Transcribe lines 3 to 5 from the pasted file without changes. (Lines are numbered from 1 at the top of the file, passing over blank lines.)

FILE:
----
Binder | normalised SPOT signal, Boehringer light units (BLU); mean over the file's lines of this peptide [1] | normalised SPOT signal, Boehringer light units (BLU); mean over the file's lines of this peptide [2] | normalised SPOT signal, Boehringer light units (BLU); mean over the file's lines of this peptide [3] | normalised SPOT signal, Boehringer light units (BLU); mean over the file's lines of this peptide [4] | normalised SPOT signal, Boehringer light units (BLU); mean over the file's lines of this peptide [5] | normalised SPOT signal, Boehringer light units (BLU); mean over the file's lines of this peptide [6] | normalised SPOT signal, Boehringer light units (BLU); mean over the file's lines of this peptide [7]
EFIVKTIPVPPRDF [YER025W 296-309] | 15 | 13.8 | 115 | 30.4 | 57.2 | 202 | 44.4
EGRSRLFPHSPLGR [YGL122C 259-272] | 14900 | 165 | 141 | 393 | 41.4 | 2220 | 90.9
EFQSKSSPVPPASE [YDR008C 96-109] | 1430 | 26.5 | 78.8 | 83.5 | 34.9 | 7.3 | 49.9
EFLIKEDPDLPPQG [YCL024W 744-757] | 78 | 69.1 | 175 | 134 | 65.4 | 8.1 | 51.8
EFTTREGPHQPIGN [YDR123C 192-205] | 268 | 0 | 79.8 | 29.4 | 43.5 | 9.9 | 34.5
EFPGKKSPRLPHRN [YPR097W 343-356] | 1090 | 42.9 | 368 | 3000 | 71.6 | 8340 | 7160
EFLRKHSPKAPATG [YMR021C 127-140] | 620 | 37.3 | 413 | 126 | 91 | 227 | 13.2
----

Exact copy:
EGRSRLFPHSPLGR [YGL122C 259-272] | 14900 | 165 | 141 | 393 | 41.4 | 2220 | 90.9
EFQSKSSPVPPASE [YDR008C 96-109] | 1430 | 26.5 | 78.8 | 83.5 | 34.9 | 7.3 | 49.9
EFLIKEDPDLPPQG [YCL024W 744-757] | 78 | 69.1 | 175 | 134 | 65.4 | 8.1 | 51.8